Buying Guide for Weddings

Handy Tips and Tricks for Weddings


We know: there’s a ton of lenses on the market these days and as photographers we want them all! However, with the pace of weddings, it is essential to have workhorse lenses that allow you to move from different lighting and scenes quickly without having to fuss too much with changing out your gear.

We’ve broken it down for you and listed must-have lenses for important parts of the day as well as optional lenses that are a bonus if you can have them in your kit. The key is to have base lenses that are essential for specific types of shots and some specialty lenses for unique shots that don't require quick setting changes, if you have the luxury of owning them.

Portrait Lenses

When shooting the couple, we recommend using a 50mm f/1.4 and 85mm f/1.8 prime lenses. These provide beautiful bokeh while the subjects remain ultra-sharp and the background is slightly out of focus. This look is very popular in wedding photographs as it adds softness to the composition.

For group photos, you’ll probably have a pre-chosen area and therefore can set up your gear to be static. Choose a lens wide enough to include a large group but not so wide that includes too much distracting background. Consider how far you will be able to back up from the group in the space they have chosen. A 50mm f/1.4 will allow you to back up and zoom in with half the depth of field of a 24mm f/2.8.


One rule of thumb is that natural light is usually the best kind of light. If your wedding party wishes to take photos outside, be sure to plan ahead. You can use all of our suggestions in our portrait-lens section but also consider using some reflectors to combat harsh shadows. It’s a good idea to bring a zoom lens if you’re going to be moving a lot, so you can frame a shot in an instant.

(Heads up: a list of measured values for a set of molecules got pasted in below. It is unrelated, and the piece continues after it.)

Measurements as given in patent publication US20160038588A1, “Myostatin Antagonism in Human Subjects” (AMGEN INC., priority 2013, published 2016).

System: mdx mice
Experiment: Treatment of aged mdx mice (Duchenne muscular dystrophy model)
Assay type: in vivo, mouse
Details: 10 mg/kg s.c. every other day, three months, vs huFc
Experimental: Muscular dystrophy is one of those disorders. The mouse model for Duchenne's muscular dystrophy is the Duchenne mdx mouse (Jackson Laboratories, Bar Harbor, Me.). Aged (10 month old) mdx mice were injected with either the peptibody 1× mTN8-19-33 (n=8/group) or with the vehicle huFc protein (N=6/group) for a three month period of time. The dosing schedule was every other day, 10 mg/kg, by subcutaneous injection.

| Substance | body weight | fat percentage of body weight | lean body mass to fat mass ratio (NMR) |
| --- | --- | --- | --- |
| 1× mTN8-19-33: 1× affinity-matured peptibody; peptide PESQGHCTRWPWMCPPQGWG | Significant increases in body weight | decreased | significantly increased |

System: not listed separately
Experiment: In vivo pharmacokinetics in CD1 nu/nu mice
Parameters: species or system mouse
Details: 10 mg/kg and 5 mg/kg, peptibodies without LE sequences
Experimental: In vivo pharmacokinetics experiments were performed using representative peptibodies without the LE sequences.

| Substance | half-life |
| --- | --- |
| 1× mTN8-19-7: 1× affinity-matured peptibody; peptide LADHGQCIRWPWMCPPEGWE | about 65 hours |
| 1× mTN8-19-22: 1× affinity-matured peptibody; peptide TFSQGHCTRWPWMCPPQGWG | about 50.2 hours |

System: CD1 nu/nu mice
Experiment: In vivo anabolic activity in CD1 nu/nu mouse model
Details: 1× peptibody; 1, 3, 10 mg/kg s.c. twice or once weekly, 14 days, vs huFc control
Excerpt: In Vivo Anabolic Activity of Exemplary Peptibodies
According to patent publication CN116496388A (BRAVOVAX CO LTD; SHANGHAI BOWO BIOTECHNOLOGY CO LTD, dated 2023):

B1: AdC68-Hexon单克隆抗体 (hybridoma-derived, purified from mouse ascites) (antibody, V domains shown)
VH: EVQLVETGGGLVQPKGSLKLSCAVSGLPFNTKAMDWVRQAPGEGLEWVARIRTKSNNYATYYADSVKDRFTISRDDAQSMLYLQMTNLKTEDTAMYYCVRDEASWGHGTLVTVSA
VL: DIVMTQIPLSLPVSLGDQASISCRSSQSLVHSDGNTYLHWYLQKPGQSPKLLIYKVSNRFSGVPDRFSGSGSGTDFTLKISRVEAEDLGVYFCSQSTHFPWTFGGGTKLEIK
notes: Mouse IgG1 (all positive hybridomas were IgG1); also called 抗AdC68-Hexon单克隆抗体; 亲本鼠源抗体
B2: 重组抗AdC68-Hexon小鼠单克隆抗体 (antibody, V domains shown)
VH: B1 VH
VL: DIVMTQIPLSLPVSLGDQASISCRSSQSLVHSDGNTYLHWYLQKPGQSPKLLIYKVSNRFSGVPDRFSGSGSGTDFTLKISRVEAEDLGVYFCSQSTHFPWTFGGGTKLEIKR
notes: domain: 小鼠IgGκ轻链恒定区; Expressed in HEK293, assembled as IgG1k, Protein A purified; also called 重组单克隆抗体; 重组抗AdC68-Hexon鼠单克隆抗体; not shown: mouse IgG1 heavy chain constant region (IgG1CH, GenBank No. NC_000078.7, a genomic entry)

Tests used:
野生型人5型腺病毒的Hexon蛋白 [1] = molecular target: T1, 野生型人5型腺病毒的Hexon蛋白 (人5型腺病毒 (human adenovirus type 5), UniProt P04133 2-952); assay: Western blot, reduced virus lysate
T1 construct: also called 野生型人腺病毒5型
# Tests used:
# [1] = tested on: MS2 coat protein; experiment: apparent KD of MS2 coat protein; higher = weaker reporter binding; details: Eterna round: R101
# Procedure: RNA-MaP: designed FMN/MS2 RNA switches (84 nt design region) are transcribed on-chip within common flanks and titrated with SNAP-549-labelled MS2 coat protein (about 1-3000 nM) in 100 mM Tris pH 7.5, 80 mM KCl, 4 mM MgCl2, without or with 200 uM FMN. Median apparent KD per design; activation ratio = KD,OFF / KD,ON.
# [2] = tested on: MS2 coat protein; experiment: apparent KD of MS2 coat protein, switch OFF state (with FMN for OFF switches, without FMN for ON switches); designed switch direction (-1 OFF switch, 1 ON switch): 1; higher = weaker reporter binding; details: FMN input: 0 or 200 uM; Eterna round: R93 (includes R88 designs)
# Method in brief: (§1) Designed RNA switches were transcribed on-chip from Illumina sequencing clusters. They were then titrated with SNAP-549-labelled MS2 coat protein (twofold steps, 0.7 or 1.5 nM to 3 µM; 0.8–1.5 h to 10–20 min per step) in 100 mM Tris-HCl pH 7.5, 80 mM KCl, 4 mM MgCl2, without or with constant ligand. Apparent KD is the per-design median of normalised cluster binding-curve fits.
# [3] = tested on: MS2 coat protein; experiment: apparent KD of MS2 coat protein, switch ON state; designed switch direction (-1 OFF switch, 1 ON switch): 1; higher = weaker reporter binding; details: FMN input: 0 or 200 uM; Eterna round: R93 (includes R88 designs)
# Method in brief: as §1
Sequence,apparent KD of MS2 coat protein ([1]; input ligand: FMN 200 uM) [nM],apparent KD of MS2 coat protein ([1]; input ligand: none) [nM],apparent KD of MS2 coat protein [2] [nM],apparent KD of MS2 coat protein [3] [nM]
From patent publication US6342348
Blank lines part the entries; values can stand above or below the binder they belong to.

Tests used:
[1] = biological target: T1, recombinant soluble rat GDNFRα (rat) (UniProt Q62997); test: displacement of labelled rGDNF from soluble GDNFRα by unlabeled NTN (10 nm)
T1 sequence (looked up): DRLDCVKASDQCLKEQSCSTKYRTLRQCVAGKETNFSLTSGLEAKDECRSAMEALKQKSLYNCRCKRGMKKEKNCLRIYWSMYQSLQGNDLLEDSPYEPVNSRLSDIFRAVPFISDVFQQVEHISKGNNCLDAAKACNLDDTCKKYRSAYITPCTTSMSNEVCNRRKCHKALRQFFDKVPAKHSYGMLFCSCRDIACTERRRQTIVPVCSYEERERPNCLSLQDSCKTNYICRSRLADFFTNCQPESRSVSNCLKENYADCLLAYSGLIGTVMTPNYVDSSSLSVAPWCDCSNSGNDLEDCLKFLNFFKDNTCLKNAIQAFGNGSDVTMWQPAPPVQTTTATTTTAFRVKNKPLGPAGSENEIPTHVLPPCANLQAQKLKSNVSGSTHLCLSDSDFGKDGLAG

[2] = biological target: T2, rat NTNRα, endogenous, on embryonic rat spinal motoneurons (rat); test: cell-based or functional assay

Telephoto Lenses

Just a quick note on telephoto lenses: you don’t necessarily want to be in everyone’s face when you’re taking pictures.

Putting a telephoto zoom lens on your secondary camera lets you capture subjects who are camera shy or scenes where you want to stay out of the way.


Some of the most charming images are the candid shots that capture someone’s personality. Catching people in their natural state instead of a posed composition can be the favourites of the wedding.

When indoors, use a flash if you can. You will need to set your camera to a faster shutter speed. We recommend 1/125 or faster. Of course, this means less light is getting through, so a low f-stop is required. By the same token, you can raise the ISO to make your camera more sensitive to light. Keep in mind that raising the ISO will also create unwanted noise in your images, so only do so until you get the desired results.

Children and pets are constantly moving and make great subjects to practice your settings on. Having a zoom lens will also allow you to capture a wide variety of subjects from different distances from you.


If you have room in your kit, a macro lens is really great for capturing details of the wedding in quieter moments. Brides often like close-ups of their wedding dress while they are getting ready. Make a list including the rings, table settings, flowers and bouquets, and work with the couple to ensure you capture all the tiny details that they have put so much work into.